Terracotta Warriors Liverpool World Museum Exhibition Review

My review of visiting the Terracotta Warriors Liverpool World Museum exhibition — September 2018.

One of the most amazing things I have ever had the pleasure of seeing was the Terracotta Warriors in China. In 2001, I head from Moscow to Beijing on the Trans-Siberian Railway. From Beijing, I travelled to Xian to visit the Terracotta Warriors — terracotta sculptures of the armies of Qin Shi Huang, the first Emperor of China, buried with him in around 210BC. Fast forward 17 years later, and I feel privileged to see the warriors in the flesh for the second time in my life and in my home city of Liverpool. Not all 8000 of them, of course! 😉

The exhibition, at the World Museum Liverpool, has been developed and designed by National Museums Liverpool, working with the Shaanxi Provincial Cultural Relics Bureau and Shaanxi History Museum (China). The collection consists of several Warriors and many other significant objects that have been transported from museums and institutes across Shaanxi Province in China to the UK.

Practicalities of visiting the Terracotta Warriors Liverpool

The cost of the exhibition tickets are £14.50 and concessions for students, job seekers and disabled are offered. Book in advance on the Liverpool World Museum website.

I was really shocked to see someone on Facebook moaning and complaining about the ‘ridiculously high cost’ of the exhibition. Do they understand the amount of time, resources and international negotiations that have been invested in order to make this exhibition possible? Probably not!

You are allowed to take photographs inside the exhibition, but videography is banned. There is also a list of prohibited items and actions, so please read the guidelines on the World Museum website in advance before visiting.

Introducing the Terracotta Warriors Liverpool World Museum

The terracotta army of over 8000 men along with chariots and horses, was discovered by chance in 1974, and was one of the most extra-ordinary archeological discoveries of all time. The life-sized army was built and buries with China’s first emperor to protect him in the afterlife. Here they are in China, in their original setting…

When you enter the Terracotta Warriors Liverpool exhibition, you will be greeted by a life sized General and horse direct from the Terracotta Army itself. It’s a dramatic and exciting entrance, hyped up by the World Museum Staff who are proud to present the warriors. But this is just the start!

Many other significant objects from ancient China are on display including belt buckles, chariot fittings, bells, wine vessels and incense burners.

The exhibition takes you back to the Qin Dynasty of ancient China, where the first Emperor was on a quest for immortality. He died suddenly, possibly of mercury poisoning in around 210 BCE, but by this time had already started to plan and execute the army that would follow him to the afterlife.

Key dates in ancient China:

Qin Dynasty — 221–206 BCE

Han Dynasty — 206BCE — 220AD

The Making of the Terracotta Warriors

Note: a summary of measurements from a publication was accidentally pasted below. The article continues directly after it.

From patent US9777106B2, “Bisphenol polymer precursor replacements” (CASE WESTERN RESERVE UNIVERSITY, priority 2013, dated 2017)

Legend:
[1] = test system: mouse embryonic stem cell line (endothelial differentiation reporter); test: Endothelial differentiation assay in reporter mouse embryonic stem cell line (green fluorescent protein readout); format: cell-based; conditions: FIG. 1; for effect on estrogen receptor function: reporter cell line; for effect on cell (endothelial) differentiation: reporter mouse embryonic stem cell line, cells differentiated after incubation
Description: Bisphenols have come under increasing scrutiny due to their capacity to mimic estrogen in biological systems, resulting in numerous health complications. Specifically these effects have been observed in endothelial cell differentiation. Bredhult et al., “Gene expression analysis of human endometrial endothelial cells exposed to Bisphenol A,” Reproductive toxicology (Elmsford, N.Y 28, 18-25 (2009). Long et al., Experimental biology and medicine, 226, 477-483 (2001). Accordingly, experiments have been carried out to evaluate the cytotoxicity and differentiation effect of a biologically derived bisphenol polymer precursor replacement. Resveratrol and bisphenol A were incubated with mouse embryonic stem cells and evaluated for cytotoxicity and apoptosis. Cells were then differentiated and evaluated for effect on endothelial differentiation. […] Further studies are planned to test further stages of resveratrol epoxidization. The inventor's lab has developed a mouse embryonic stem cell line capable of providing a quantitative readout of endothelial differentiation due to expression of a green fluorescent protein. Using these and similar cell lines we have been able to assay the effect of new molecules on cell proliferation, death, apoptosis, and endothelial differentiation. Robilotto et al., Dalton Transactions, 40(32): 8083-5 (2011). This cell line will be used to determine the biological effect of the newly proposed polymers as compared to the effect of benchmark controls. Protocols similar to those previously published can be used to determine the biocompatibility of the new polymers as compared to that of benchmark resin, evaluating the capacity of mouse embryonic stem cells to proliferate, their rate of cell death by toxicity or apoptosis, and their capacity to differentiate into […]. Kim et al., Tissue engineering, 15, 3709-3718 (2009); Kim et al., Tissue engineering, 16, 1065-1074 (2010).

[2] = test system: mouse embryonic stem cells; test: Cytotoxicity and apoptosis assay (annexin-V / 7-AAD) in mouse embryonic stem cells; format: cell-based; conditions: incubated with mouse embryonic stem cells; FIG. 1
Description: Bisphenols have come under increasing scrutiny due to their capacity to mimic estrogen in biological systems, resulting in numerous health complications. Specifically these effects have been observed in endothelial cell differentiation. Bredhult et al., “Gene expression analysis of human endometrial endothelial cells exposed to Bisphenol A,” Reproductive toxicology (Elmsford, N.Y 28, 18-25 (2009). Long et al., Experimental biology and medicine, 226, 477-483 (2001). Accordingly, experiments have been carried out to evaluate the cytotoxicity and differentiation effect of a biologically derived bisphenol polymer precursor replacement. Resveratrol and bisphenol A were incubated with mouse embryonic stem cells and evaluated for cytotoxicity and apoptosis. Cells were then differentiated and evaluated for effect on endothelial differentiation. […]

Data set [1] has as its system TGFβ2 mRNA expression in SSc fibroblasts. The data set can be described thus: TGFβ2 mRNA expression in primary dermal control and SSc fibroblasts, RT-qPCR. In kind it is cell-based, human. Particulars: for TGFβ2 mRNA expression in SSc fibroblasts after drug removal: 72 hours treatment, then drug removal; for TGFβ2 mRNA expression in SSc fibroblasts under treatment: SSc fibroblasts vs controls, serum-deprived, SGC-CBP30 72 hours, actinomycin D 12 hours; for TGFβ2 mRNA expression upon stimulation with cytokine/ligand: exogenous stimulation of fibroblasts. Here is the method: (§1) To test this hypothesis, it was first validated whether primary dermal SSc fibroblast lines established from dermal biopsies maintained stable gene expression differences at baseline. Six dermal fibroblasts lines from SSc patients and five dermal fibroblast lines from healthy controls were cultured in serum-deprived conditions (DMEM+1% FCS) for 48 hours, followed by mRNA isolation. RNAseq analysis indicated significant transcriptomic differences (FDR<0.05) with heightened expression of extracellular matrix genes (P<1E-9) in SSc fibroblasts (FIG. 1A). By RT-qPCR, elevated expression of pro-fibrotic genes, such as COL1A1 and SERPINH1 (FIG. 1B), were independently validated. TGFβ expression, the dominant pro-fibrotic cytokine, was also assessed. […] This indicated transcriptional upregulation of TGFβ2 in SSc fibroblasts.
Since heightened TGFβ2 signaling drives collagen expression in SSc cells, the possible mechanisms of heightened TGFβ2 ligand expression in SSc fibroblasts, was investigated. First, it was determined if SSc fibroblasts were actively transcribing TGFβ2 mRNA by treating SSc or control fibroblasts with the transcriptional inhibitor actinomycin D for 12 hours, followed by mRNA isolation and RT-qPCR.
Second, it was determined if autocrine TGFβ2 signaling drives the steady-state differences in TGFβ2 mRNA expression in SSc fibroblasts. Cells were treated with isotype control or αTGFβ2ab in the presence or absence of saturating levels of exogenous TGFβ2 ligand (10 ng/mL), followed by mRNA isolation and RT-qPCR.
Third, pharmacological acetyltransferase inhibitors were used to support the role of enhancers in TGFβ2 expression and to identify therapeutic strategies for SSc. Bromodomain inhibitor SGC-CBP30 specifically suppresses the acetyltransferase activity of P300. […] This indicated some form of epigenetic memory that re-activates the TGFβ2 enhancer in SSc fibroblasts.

To construct such an army out of clay was a vast technical challenge at the time. It is thought that the warriors were mass produced at a workshop near the site.

Archaeologists uncovered around 2000 life sized warriors and horses with over 130 wooden chariots, but it is estimated that there are approximately 8000 warriors in total. The warriors were originally arranged in battle formation in three separate pits. The smallest pit contained warriors with ceremonial weapons representing the command posts for the army.

The warriors were originally painted with bright colours, which have since faded. Each soldier was given unique facial features to give the impression of a real army. Their differing hairstyles, weapons and armour gave them different ranks and functions. For example, you will find infantrymen, calvarymen, archers, charioteers and generals. Pictured below is the Standing Archer on display in Liverpool.

Inside the Terracotta Warriors Liverpool, you will also see a display of several life sized warriors of different military ranks or roles including a Charioteer, an Archer, and an Infantryman. They are displayed against a backdrop of the actual archeological site in Xian.

The Golden Horse of Maoling

The final highlight of the Terracotta Warriors Liverpool exhibition is the Golden Horse of Maoling. The guided Bronze Horse from the Han Dynasty is the largest every found in China. It was discovered at Maoling, near the tomb of Emperor Wu, the fifth ruler of the Western Han Dynasty. It has been suggested that the burial pit in which it was found was that of Wu’s older sister, Princes Pingyang.

The horses muzzle suggests that it was one of the finer breeds imported from Uzbekistan and Krygystan. The emperor believed that these horses could help him to defeat the nomadic tribes of the North and achieve immortality in the afterlife.

Unfortunately, this exhibition is now SOLD OUT until it finishes at the end of October, and so this blog may be as close as you might get to seeing the actual Terracotta Warriors. Unless, of course you are heading to Xian in China to see the location of the original archeological discovery!

If you are in Liverpool, you might also want to read about the Liverpool Cathedrals. If you are interested in reading more about China, visit my blog on LeShan, the Biggest Buddha in the World and Highlights of China.

Originally published at www.templeseeker.com on October 1, 2018.

Hi I’m Amy — travel blogger, dog lover, digital marketer. I write mainly about Europe, Middle East and Southeast Asia. Getting into drones!

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